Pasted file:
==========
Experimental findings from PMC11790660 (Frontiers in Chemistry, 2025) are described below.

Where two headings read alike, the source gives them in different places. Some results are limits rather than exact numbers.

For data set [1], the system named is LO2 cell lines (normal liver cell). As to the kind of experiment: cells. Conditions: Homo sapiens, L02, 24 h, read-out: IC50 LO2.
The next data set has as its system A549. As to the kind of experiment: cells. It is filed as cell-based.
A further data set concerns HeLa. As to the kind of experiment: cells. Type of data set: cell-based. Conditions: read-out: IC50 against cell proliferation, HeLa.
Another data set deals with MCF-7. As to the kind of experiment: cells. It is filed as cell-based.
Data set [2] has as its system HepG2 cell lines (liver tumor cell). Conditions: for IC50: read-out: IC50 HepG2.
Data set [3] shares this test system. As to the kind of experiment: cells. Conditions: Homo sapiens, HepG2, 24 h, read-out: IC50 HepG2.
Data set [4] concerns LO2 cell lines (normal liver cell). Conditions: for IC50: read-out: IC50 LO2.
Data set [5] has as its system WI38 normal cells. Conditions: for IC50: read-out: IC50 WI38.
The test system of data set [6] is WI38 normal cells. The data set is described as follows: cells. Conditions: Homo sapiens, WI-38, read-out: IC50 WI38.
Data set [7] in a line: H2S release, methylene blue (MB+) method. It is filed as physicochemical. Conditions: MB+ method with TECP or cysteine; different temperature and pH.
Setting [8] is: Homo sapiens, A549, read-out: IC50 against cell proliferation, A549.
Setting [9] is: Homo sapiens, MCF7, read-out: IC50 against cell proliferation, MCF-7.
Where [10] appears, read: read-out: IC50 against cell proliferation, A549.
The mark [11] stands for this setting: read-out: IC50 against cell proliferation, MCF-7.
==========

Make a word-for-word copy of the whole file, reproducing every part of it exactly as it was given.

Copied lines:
Experimental findings from PMC11790660 (Frontiers in Chemistry, 2025) are described below.

Where two headings read alike, the source gives them in different places. Some results are limits rather than exact numbers.

For data set [1], the system named is LO2 cell lines (normal liver cell). As to the kind of experiment: cells. Conditions: Homo sapiens, L02, 24 h, read-out: IC50 LO2.
The next data set has as its system A549. As to the kind of experiment: cells. It is filed as cell-based.
A further data set concerns HeLa. As to the kind of experiment: cells. Type of data set: cell-based. Conditions: read-out: IC50 against cell proliferation, HeLa.
Another data set deals with MCF-7. As to the kind of experiment: cells. It is filed as cell-based.
Data set [2] has as its system HepG2 cell lines (liver tumor cell). Conditions: for IC50: read-out: IC50 HepG2.
Data set [3] shares this test system. As to the kind of experiment: cells. Conditions: Homo sapiens, HepG2, 24 h, read-out: IC50 HepG2.
Data set [4] concerns LO2 cell lines (normal liver cell). Conditions: for IC50: read-out: IC50 LO2.
Data set [5] has as its system WI38 normal cells. Conditions: for IC50: read-out: IC50 WI38.
The test system of data set [6] is WI38 normal cells. The data set is described as follows: cells. Conditions: Homo sapiens, WI-38, read-out: IC50 WI38.
Data set [7] in a line: H2S release, methylene blue (MB+) method. It is filed as physicochemical. Conditions: MB+ method with TECP or cysteine; different temperature and pH.
Setting [8] is: Homo sapiens, A549, read-out: IC50 against cell proliferation, A549.
Setting [9] is: Homo sapiens, MCF7, read-out: IC50 against cell proliferation, MCF-7.
Where [10] appears, read: read-out: IC50 against cell proliferation, A549.
The mark [11] stands for this setting: read-out: IC50 against cell proliferation, MCF-7.